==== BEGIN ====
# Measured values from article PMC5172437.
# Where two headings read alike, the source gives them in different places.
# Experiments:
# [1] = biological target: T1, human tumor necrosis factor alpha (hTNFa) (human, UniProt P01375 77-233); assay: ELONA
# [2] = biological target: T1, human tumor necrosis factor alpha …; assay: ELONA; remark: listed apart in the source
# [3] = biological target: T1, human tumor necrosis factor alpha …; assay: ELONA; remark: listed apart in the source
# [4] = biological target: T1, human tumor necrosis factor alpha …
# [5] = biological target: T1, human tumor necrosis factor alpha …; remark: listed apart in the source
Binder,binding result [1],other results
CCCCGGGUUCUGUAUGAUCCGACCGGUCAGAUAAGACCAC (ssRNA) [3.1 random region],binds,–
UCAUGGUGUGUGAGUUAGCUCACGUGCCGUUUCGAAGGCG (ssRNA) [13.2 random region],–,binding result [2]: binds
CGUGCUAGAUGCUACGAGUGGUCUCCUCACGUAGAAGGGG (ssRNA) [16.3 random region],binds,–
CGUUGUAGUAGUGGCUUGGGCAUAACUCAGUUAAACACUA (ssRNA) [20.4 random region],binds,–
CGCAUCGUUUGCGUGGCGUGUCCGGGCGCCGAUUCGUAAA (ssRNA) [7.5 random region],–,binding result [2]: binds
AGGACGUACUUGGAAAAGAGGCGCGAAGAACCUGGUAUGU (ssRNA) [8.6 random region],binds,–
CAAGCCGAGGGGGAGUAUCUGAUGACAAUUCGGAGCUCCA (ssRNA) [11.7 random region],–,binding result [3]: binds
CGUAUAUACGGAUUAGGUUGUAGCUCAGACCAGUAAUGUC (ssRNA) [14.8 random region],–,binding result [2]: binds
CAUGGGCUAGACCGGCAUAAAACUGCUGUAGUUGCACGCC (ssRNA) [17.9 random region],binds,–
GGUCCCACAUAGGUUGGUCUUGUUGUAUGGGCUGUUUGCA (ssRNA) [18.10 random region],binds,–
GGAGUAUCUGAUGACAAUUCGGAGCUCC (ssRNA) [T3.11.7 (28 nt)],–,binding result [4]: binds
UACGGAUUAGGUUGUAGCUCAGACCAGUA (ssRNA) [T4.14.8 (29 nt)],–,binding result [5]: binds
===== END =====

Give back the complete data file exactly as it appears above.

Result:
# Measured values from article PMC5172437.
# Where two headings read alike, the source gives them in different places.
# Experiments:
# [1] = biological target: T1, human tumor necrosis factor alpha (hTNFa) (human, UniProt P01375 77-233); assay: ELONA
# [2] = biological target: T1, human tumor necrosis factor alpha …; assay: ELONA; remark: listed apart in the source
# [3] = biological target: T1, human tumor necrosis factor alpha …; assay: ELONA; remark: listed apart in the source
# [4] = biological target: T1, human tumor necrosis factor alpha …
# [5] = biological target: T1, human tumor necrosis factor alpha …; remark: listed apart in the source
Binder,binding result [1],other results
CCCCGGGUUCUGUAUGAUCCGACCGGUCAGAUAAGACCAC (ssRNA) [3.1 random region],binds,–
UCAUGGUGUGUGAGUUAGCUCACGUGCCGUUUCGAAGGCG (ssRNA) [13.2 random region],–,binding result [2]: binds
CGUGCUAGAUGCUACGAGUGGUCUCCUCACGUAGAAGGGG (ssRNA) [16.3 random region],binds,–
CGUUGUAGUAGUGGCUUGGGCAUAACUCAGUUAAACACUA (ssRNA) [20.4 random region],binds,–
CGCAUCGUUUGCGUGGCGUGUCCGGGCGCCGAUUCGUAAA (ssRNA) [7.5 random region],–,binding result [2]: binds
AGGACGUACUUGGAAAAGAGGCGCGAAGAACCUGGUAUGU (ssRNA) [8.6 random region],binds,–
CAAGCCGAGGGGGAGUAUCUGAUGACAAUUCGGAGCUCCA (ssRNA) [11.7 random region],–,binding result [3]: binds
CGUAUAUACGGAUUAGGUUGUAGCUCAGACCAGUAAUGUC (ssRNA) [14.8 random region],–,binding result [2]: binds
CAUGGGCUAGACCGGCAUAAAACUGCUGUAGUUGCACGCC (ssRNA) [17.9 random region],binds,–
GGUCCCACAUAGGUUGGUCUUGUUGUAUGGGCUGUUUGCA (ssRNA) [18.10 random region],binds,–
GGAGUAUCUGAUGACAAUUCGGAGCUCC (ssRNA) [T3.11.7 (28 nt)],–,binding result [4]: binds
UACGGAUUAGGUUGUAGCUCAGACCAGUA (ssRNA) [T4.14.8 (29 nt)],–,binding result [5]: binds